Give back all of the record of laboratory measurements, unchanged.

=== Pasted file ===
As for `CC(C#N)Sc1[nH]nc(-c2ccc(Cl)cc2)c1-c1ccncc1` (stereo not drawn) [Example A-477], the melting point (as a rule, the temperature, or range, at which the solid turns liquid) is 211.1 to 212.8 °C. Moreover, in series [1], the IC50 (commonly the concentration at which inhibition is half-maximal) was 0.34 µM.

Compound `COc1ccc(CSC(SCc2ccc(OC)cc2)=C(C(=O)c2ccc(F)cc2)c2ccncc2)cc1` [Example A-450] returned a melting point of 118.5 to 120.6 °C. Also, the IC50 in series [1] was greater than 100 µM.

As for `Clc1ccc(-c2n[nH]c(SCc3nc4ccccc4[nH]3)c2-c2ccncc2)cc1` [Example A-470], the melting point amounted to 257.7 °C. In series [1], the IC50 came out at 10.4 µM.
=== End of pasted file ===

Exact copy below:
As for `CC(C#N)Sc1[nH]nc(-c2ccc(Cl)cc2)c1-c1ccncc1` (stereo not drawn) [Example A-477], the melting point (as a rule, the temperature, or range, at which the solid turns liquid) is 211.1 to 212.8 °C. Moreover, in series [1], the IC50 (commonly the concentration at which inhibition is half-maximal) was 0.34 µM.

Compound `COc1ccc(CSC(SCc2ccc(OC)cc2)=C(C(=O)c2ccc(F)cc2)c2ccncc2)cc1` [Example A-450] returned a melting point of 118.5 to 120.6 °C. Also, the IC50 in series [1] was greater than 100 µM.

As for `Clc1ccc(-c2n[nH]c(SCc3nc4ccccc4[nH]3)c2-c2ccncc2)cc1` [Example A-470], the melting point amounted to 257.7 °C. In series [1], the IC50 came out at 10.4 µM.